What’s Wrong with Copyright Law?

We need Copyright laws to protect creativity. Without Copyright laws, we would not only deprive artists, authors, and other creative types of a proper system of redress, but also discourage their creativity. Indeed, the simple notion that inventions and useful arts should be afforded protection has been memorialized in writing by our founders in the U.S. Constitution.

Today, however, due to advancements in technology and this trending motivation to exploit imperfect legislation, we are seeing a different kind of use for Copyright law that surely departs from the intentions of our founders and our legislature. We find ourselves in an era of Copyright trolling.

What is a Copyright troll?

A Copyright troll is a person (or entity of some kind) who owns a Copyright in some work and aims to exploit it by suing or threatening to sue. The reason this is obviously unethical is that their financial motivations encourage “piracy” of Copyrighted material–if people aren’t infringing their Copyright, then the troll is not getting paid.

Why is “Trolling” bad?

The goal of Copyright law is to allow for folks to police their artistic works, to establish an audience of users for them (usually a market of some kind) and issue proper licenses to those with a desire to access their creativity. If someone has had their Copyright infringed, they can use the legal system to protect their rights in a number of ways that can be perfectly legitimate (such as with the DMCA’s notice and takedown provisions, or in the event of a last resort they can file a Federal suit should the infringing behavior continue).

Trolling is bad because it destroys the above framework on a number of levels:

  1. Trolling devalues artistic works rather than encouraging their protection. A troll doesn’t just open up negotiations with you or ask you to take down their work. They don’t ask if it was an accident. Instead, they send you a letter requesting a settlement and threatening litigation in the event you don’t pay. This creates a negative association with what’s supposed to be defense of a “creative work”. It’s hardly surprising to note here that a large number of trolls own Copyrights to pornography and rely on the embarrassment that comes accompanies your having viewed it to elicit a response (guarantee for settlement);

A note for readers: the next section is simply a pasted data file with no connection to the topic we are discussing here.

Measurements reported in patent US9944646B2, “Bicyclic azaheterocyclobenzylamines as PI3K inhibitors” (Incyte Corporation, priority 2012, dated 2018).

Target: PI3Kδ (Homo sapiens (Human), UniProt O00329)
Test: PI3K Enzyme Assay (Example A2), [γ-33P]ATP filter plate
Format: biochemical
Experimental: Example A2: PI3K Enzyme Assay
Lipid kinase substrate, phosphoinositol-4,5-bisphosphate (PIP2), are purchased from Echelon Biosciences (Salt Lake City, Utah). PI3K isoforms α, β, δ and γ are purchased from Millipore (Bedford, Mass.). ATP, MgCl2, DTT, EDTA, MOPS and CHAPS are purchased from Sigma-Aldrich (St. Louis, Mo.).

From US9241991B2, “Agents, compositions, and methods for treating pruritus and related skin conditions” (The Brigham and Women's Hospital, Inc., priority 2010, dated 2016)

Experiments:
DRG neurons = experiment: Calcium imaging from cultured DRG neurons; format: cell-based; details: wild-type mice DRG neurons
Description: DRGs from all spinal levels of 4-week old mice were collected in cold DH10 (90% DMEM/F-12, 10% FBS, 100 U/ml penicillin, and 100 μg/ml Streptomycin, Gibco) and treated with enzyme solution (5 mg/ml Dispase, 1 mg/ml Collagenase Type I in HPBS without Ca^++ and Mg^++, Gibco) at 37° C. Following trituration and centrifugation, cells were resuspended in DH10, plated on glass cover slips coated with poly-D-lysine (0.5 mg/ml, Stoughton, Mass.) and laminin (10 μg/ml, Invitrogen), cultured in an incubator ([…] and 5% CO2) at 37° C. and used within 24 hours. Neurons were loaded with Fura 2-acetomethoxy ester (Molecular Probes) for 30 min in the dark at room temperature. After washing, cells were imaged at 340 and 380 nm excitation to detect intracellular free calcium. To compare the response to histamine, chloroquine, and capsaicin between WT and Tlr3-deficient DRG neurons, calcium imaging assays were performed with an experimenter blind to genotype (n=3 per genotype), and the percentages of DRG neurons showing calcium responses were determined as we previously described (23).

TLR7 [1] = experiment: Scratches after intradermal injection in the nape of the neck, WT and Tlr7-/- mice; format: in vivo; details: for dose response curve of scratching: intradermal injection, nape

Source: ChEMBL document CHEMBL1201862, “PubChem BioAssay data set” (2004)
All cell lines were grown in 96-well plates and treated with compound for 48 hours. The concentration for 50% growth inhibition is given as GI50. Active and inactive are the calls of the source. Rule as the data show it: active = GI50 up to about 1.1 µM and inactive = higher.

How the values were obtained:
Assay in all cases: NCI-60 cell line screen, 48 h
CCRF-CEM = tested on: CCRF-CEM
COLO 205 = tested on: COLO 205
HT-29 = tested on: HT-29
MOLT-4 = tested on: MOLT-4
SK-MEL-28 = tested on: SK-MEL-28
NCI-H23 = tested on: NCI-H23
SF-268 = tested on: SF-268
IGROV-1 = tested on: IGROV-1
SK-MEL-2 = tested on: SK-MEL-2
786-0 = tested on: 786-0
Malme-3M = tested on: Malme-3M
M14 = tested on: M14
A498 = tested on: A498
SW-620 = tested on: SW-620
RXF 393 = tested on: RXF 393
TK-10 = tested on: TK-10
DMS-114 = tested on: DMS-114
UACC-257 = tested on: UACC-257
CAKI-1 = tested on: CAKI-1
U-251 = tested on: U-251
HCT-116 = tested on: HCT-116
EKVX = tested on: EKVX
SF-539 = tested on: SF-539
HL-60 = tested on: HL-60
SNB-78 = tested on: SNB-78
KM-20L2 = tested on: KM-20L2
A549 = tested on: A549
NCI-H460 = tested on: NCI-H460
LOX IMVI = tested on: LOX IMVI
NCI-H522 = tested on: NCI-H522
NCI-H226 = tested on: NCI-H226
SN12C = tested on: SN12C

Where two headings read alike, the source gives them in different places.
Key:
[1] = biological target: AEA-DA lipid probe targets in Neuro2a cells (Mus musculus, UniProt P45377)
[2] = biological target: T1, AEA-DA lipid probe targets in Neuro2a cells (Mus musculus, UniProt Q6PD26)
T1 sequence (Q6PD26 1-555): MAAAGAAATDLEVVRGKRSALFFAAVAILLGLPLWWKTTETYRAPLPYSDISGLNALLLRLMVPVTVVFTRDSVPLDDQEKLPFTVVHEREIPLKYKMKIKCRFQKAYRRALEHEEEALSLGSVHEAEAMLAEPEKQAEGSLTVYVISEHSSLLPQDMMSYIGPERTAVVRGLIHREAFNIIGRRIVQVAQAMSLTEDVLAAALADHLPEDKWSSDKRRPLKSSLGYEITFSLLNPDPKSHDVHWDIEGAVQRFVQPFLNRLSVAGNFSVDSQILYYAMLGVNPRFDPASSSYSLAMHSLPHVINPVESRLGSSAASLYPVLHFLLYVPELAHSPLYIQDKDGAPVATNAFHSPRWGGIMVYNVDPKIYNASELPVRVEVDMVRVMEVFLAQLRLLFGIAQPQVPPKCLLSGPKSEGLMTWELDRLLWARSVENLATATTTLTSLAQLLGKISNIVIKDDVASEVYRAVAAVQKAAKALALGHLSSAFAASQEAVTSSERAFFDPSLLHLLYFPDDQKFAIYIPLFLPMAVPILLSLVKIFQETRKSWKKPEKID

2. Trolling creates a negative impression of the legal system and encourages its abuse. A troll, via its own troll-law firm, essentially invokes the “$150,000 in statutory damages” language of the Copyright Act as a predatory tactic to scare people into paying the troll its much lower settlement fee. Listen, if it were about protecting legitimate art rather than capitalizing on thousands of smaller settlement quotes, we should be seeing more suits actually go to Federal court. The truth is, however, most trolls typically tend to either receive money from the settlement or move along to the next victim. This is not what Congress intended with the Copyright Act; it is not the role of the Copyright Office; and,
  3. Trolling violates due process when against a group of “John Doe(s)“. That is, one Troll maneuver is to file suit against numerous “John Doe(s)” who have allegedly infringed the Troll’s Copyrights, subpoena the identities of those individuals from their ISP, and subsequently use the suit and their identity to pressure settlement from the individuals. However, because the suit has been filed against a John Doe, in the event that any one of those individuals elects to defend themselves against the troll subpoena or a suit without merit, they must do so at the risk of exposing their identity. That’s right, you have no chance to defend a subpoena or lawsuit filed against you–usually these are scandalous films or some other “work” where the troll understands you don’t wish your name disclosed–without disclosing your identity to the court.

Where can I learn more about Copyright Trolls?

There’s a lot of useful material out there. Try the Electronic Frontier Foundation, Dietrolldie or Fightcopyrighttrolls to start.

What can I do if I’m the victim of Copyright trolling?

If you receive any notice or request for settlement based on your alleged Copyright infringement, do not respond, as doing so you may inadvertently provide the troll with additional ammo in the form of an admission of wrongdoing. Immediately engage counsel in a private consultation with your specific factual scenario.

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